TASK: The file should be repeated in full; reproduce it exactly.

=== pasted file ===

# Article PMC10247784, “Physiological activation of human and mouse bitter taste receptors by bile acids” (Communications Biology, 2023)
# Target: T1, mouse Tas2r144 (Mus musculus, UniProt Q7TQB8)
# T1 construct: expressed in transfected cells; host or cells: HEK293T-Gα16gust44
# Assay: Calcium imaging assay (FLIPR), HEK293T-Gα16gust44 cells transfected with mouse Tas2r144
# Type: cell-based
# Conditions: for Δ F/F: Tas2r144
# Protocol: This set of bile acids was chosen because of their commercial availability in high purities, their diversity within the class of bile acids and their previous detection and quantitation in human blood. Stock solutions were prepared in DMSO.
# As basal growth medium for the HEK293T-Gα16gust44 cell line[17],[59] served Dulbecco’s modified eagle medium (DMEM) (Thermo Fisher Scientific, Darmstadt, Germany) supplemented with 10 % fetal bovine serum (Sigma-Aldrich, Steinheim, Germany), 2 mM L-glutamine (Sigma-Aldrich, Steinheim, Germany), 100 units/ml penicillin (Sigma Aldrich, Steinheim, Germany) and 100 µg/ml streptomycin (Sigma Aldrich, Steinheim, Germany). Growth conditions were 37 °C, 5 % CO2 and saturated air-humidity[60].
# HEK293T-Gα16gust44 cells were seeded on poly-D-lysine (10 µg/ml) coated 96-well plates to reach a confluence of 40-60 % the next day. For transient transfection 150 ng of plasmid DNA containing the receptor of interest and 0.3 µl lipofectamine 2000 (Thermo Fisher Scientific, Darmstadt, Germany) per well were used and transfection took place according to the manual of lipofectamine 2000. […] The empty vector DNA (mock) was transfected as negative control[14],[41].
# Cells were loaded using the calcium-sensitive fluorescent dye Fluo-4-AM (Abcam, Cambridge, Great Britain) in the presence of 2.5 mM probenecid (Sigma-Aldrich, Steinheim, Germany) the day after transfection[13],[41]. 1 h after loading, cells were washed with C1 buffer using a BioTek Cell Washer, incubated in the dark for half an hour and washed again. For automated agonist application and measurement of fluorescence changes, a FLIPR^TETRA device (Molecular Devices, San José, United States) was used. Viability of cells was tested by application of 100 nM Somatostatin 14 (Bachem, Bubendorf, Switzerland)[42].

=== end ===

# Article PMC10247784, “Physiological activation of human and mouse bitter taste receptors by bile acids” (Communications Biology, 2023)
# Target: T1, mouse Tas2r144 (Mus musculus, UniProt Q7TQB8)
# T1 construct: expressed in transfected cells; host or cells: HEK293T-Gα16gust44
# Assay: Calcium imaging assay (FLIPR), HEK293T-Gα16gust44 cells transfected with mouse Tas2r144
# Type: cell-based
# Conditions: for Δ F/F: Tas2r144
# Protocol: This set of bile acids was chosen because of their commercial availability in high purities, their diversity within the class of bile acids and their previous detection and quantitation in human blood. Stock solutions were prepared in DMSO.
# As basal growth medium for the HEK293T-Gα16gust44 cell line[17],[59] served Dulbecco’s modified eagle medium (DMEM) (Thermo Fisher Scientific, Darmstadt, Germany) supplemented with 10 % fetal bovine serum (Sigma-Aldrich, Steinheim, Germany), 2 mM L-glutamine (Sigma-Aldrich, Steinheim, Germany), 100 units/ml penicillin (Sigma Aldrich, Steinheim, Germany) and 100 µg/ml streptomycin (Sigma Aldrich, Steinheim, Germany). Growth conditions were 37 °C, 5 % CO2 and saturated air-humidity[60].
# HEK293T-Gα16gust44 cells were seeded on poly-D-lysine (10 µg/ml) coated 96-well plates to reach a confluence of 40-60 % the next day. For transient transfection 150 ng of plasmid DNA containing the receptor of interest and 0.3 µl lipofectamine 2000 (Thermo Fisher Scientific, Darmstadt, Germany) per well were used and transfection took place according to the manual of lipofectamine 2000. […] The empty vector DNA (mock) was transfected as negative control[14],[41].
# Cells were loaded using the calcium-sensitive fluorescent dye Fluo-4-AM (Abcam, Cambridge, Great Britain) in the presence of 2.5 mM probenecid (Sigma-Aldrich, Steinheim, Germany) the day after transfection[13],[41]. 1 h after loading, cells were washed with C1 buffer using a BioTek Cell Washer, incubated in the dark for half an hour and washed again. For automated agonist application and measurement of fluorescence changes, a FLIPR^TETRA device (Molecular Devices, San José, United States) was used. Viability of cells was tested by application of 100 nM Somatostatin 14 (Bachem, Bubendorf, Switzerland)[42].